Under the common law rule, personal actions did not survive to the personal representatives of a deceased person, but abated with the latter's death pending trial. The rigors of this harsh and technical rule were relaxed and ameliorated by the provisions of the Death Act, which, under the title of "An act to provide for the recovery of damages in cases where the death of a person is caused by the wrongful act, neglect or default" of another, was enacted in this State on March 3, 1848 (P.L. 1848, p. 151, Rev. 1877, p. 294). See Cammarata v. Public Service Co-Ordinated Transport, 124 N.J.L. 38 (E. & A. 1940); Prudential Insurance Co. of America v. Laval, 131 N.J. Eq. 23 (Ch. 1942). The Death Act then appeared in the Revised Statutes of 1937, under 2:47-1 et seq. and is encompassed today in N.J.S. 2A:31-1 et seq. Because it was designed to abolish the harsh and technical rule of the common law, the act was given a liberal interpretation. Cibulla v. Pennsylvania-Reading Seashore Lines, 25 N.J. Misc. 98, 50 A. 2 d 461 (C.P. 1946).
The Wrongful Death Act states:
The Wrongful Death Act states:
"When the death of a person is caused by a wrongful act, neglect or default, such as would, if death had not ensued, have entitled the person injured to maintain an action for damages resulting from the injury, the person who would have been liable in damages for the injury if death had not ensued shall be liable in an action for damages, notwithstanding the death of the person injured, and although the death was caused under circumstances amounting in law to a crime." N.J.S. 2A:31-1 (Emphasis added)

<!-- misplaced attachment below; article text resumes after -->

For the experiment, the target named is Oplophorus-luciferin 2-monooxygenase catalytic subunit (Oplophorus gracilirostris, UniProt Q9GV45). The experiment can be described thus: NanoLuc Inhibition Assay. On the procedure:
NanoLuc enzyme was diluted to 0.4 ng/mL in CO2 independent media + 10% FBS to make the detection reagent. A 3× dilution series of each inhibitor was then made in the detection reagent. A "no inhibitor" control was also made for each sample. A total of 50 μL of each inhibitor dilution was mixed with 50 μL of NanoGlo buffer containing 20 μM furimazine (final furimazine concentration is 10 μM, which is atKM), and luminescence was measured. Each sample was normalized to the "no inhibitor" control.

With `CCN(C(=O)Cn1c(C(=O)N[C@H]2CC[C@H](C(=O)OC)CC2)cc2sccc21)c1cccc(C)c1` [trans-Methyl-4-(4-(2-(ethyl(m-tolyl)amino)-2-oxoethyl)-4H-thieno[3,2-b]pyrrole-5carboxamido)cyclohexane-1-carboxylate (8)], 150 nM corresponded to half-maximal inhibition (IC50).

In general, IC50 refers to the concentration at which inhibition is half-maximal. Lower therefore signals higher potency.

It should be noted that the controlling feature of the original act in 1848 (Rev. 1877, p. 294) was that damages were made recoverable for causing death as a compensation for the pecuniary injury sustained by the designated beneficiaries by reason of the death. See Cooper v. Shore Electric Co., 63 N.J.L. 558 (E. & A. 1899). It can therefore be seen that a cause of action for the death of another did not exist at common law, Giardini v. McAdoo, 93 N.J.L. 138 (E. & A. 1919); and that in the absence of a statutory provision, therefore, an action cannot be maintained for the wrongful death of another. Myers v. Holborn, 58 N.J.L. 193 (E. & A. 1895). The right to recover for a wrongful death, being a creature not of the common law, but of the statute (Death Act, supra), confers that right on the personal representatives of the deceased, for the sole benefit of the persons designated in the act. In such action, the quantum of damages recoverable is to be admeasured according to the said persons' pecuniary loss resulting from his death. See Cooper v. Shore Electric Co., supra; McKeering v. Pennsylvania Railroad Co., 65 N.J.L. 57 (Sup. Ct. 1900); Pisano v. B.M. & J.F. Shanley Co., 66 N.J.L. 1 (Sup. Ct. 1901); Gottlieb v. North Jersey Street Railway Co., 72 N.J.L. 480 (E. & A. 1906); Brown v. Honiss, 74 N.J.L. 501 (E. & A. 1907); Cetofonte v. Camden Coke Co., 78 N.J.L. 662 (E. & A. 1910); and Manns v. A.E. Sanford Co., 82 N.J.L. 124 (Sup. Ct. 1911).
It should finally be noted that N.J.S. 2A:31-4 sets forth the fact that the amount recovered under the Death Act shall be for the exclusive benefit of the persons entitled to take any intestate personal property of the decedent, and N.J.S. 2A:31-5 expresses the legislative intent to have the jury give such damages as they shall deem fair and just, with reference to the pecuniary injuries resulting from the death. Having established the above, by way of background, this court will now proceed to dispose of the defendant's motion to dismiss the third, fourth, fifth and sixth counts of the complaint in numerical order.
The third count of the complaint, which is the first count which defendant seeks to have ...